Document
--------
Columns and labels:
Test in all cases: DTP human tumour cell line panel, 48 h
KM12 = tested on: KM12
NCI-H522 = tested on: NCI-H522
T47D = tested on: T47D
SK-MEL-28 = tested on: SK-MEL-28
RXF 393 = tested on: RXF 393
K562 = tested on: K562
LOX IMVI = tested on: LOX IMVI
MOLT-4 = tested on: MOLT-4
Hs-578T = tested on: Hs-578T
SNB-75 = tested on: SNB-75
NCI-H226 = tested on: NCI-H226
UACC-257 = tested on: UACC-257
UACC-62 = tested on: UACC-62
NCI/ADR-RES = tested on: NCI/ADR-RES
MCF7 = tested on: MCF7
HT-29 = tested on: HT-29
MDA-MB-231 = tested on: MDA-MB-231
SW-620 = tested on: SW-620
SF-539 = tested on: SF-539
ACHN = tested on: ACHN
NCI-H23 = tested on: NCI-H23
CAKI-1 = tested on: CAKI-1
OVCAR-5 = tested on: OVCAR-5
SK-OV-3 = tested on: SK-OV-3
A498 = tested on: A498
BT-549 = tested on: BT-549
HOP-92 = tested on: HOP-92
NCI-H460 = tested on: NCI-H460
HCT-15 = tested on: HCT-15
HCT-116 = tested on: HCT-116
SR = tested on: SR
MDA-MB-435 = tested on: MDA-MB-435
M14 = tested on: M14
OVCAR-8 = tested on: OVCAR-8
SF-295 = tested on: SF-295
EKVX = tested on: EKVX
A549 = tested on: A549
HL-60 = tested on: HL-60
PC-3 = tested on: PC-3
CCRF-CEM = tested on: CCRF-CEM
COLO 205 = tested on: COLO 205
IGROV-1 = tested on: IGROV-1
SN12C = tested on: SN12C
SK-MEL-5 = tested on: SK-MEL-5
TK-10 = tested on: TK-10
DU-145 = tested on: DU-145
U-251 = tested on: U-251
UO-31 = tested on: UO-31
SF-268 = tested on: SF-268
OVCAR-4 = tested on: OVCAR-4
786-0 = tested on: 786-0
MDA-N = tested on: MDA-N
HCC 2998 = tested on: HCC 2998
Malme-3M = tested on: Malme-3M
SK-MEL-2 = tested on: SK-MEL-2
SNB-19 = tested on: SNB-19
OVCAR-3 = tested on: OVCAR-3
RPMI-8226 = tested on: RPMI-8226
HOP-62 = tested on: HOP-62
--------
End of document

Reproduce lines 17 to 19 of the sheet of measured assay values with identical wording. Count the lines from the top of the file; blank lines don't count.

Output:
MCF7 = tested on: MCF7
HT-29 = tested on: HT-29
MDA-MB-231 = tested on: MDA-MB-231